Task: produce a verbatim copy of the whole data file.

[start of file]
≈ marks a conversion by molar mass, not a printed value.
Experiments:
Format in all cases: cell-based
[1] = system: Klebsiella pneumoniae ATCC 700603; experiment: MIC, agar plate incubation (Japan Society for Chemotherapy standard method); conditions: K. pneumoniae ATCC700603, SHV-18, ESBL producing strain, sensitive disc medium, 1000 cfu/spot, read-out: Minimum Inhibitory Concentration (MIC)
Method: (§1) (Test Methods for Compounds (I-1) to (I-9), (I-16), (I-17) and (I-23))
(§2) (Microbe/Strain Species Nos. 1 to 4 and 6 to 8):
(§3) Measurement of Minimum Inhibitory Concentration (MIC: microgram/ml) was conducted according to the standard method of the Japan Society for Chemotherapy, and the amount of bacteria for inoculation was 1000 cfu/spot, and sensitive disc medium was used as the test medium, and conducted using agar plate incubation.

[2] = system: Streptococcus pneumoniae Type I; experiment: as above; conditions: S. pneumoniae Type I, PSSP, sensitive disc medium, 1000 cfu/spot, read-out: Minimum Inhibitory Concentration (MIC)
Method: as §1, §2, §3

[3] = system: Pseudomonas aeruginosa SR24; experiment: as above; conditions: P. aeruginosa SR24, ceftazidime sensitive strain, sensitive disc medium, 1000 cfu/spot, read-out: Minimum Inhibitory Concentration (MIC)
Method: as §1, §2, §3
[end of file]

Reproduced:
≈ marks a conversion by molar mass, not a printed value.
Experiments:
Format in all cases: cell-based
[1] = system: Klebsiella pneumoniae ATCC 700603; experiment: MIC, agar plate incubation (Japan Society for Chemotherapy standard method); conditions: K. pneumoniae ATCC700603, SHV-18, ESBL producing strain, sensitive disc medium, 1000 cfu/spot, read-out: Minimum Inhibitory Concentration (MIC)
Method: (§1) (Test Methods for Compounds (I-1) to (I-9), (I-16), (I-17) and (I-23))
(§2) (Microbe/Strain Species Nos. 1 to 4 and 6 to 8):
(§3) Measurement of Minimum Inhibitory Concentration (MIC: microgram/ml) was conducted according to the standard method of the Japan Society for Chemotherapy, and the amount of bacteria for inoculation was 1000 cfu/spot, and sensitive disc medium was used as the test medium, and conducted using agar plate incubation.

[2] = system: Streptococcus pneumoniae Type I; experiment: as above; conditions: S. pneumoniae Type I, PSSP, sensitive disc medium, 1000 cfu/spot, read-out: Minimum Inhibitory Concentration (MIC)
Method: as §1, §2, §3

[3] = system: Pseudomonas aeruginosa SR24; experiment: as above; conditions: P. aeruginosa SR24, ceftazidime sensitive strain, sensitive disc medium, 1000 cfu/spot, read-out: Minimum Inhibitory Concentration (MIC)
Method: as §1, §2, §3